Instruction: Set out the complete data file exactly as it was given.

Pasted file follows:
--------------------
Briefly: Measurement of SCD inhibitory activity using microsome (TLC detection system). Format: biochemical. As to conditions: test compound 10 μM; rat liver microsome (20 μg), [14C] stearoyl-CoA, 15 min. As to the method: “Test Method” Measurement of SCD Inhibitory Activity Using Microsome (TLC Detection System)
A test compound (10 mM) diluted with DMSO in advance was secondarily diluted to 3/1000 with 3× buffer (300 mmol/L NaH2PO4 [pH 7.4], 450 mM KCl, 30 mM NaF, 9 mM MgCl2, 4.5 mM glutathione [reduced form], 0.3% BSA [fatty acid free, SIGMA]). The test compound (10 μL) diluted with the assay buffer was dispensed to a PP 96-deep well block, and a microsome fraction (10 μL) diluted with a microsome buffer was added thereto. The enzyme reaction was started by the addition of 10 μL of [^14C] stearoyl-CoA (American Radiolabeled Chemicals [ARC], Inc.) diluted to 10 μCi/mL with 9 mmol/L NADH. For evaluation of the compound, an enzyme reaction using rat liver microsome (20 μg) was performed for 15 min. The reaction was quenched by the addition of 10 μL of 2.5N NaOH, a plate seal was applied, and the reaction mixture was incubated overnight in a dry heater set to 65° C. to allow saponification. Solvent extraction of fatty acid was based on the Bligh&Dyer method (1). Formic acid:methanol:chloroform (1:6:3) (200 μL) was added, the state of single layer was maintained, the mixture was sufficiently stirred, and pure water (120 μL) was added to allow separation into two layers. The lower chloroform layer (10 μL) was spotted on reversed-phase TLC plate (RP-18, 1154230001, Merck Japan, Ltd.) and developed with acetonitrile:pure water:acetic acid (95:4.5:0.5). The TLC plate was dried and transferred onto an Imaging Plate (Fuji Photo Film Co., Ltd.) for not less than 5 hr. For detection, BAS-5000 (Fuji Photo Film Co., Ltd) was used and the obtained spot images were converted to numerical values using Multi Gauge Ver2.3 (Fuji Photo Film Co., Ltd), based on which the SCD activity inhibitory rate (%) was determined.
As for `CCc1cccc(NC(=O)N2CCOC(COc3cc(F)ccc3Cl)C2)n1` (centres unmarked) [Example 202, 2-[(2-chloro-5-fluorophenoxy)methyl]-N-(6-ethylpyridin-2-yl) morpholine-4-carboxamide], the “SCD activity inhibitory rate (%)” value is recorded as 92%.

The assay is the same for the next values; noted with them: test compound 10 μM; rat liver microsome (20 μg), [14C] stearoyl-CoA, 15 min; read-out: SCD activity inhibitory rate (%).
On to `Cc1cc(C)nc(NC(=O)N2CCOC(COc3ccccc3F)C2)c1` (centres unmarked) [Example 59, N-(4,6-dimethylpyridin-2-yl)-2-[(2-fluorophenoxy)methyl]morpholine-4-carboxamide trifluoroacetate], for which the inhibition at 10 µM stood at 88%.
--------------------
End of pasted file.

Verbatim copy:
Briefly: Measurement of SCD inhibitory activity using microsome (TLC detection system). Format: biochemical. As to conditions: test compound 10 μM; rat liver microsome (20 μg), [14C] stearoyl-CoA, 15 min. As to the method: “Test Method” Measurement of SCD Inhibitory Activity Using Microsome (TLC Detection System)
A test compound (10 mM) diluted with DMSO in advance was secondarily diluted to 3/1000 with 3× buffer (300 mmol/L NaH2PO4 [pH 7.4], 450 mM KCl, 30 mM NaF, 9 mM MgCl2, 4.5 mM glutathione [reduced form], 0.3% BSA [fatty acid free, SIGMA]). The test compound (10 μL) diluted with the assay buffer was dispensed to a PP 96-deep well block, and a microsome fraction (10 μL) diluted with a microsome buffer was added thereto. The enzyme reaction was started by the addition of 10 μL of [^14C] stearoyl-CoA (American Radiolabeled Chemicals [ARC], Inc.) diluted to 10 μCi/mL with 9 mmol/L NADH. For evaluation of the compound, an enzyme reaction using rat liver microsome (20 μg) was performed for 15 min. The reaction was quenched by the addition of 10 μL of 2.5N NaOH, a plate seal was applied, and the reaction mixture was incubated overnight in a dry heater set to 65° C. to allow saponification. Solvent extraction of fatty acid was based on the Bligh&Dyer method (1). Formic acid:methanol:chloroform (1:6:3) (200 μL) was added, the state of single layer was maintained, the mixture was sufficiently stirred, and pure water (120 μL) was added to allow separation into two layers. The lower chloroform layer (10 μL) was spotted on reversed-phase TLC plate (RP-18, 1154230001, Merck Japan, Ltd.) and developed with acetonitrile:pure water:acetic acid (95:4.5:0.5). The TLC plate was dried and transferred onto an Imaging Plate (Fuji Photo Film Co., Ltd.) for not less than 5 hr. For detection, BAS-5000 (Fuji Photo Film Co., Ltd) was used and the obtained spot images were converted to numerical values using Multi Gauge Ver2.3 (Fuji Photo Film Co., Ltd), based on which the SCD activity inhibitory rate (%) was determined.
As for `CCc1cccc(NC(=O)N2CCOC(COc3cc(F)ccc3Cl)C2)n1` (centres unmarked) [Example 202, 2-[(2-chloro-5-fluorophenoxy)methyl]-N-(6-ethylpyridin-2-yl) morpholine-4-carboxamide], the “SCD activity inhibitory rate (%)” value is recorded as 92%.

The assay is the same for the next values; noted with them: test compound 10 μM; rat liver microsome (20 μg), [14C] stearoyl-CoA, 15 min; read-out: SCD activity inhibitory rate (%).
On to `Cc1cc(C)nc(NC(=O)N2CCOC(COc3ccccc3F)C2)c1` (centres unmarked) [Example 59, N-(4,6-dimethylpyridin-2-yl)-2-[(2-fluorophenoxy)methyl]morpholine-4-carboxamide trifluoroacetate], for which the inhibition at 10 µM stood at 88%.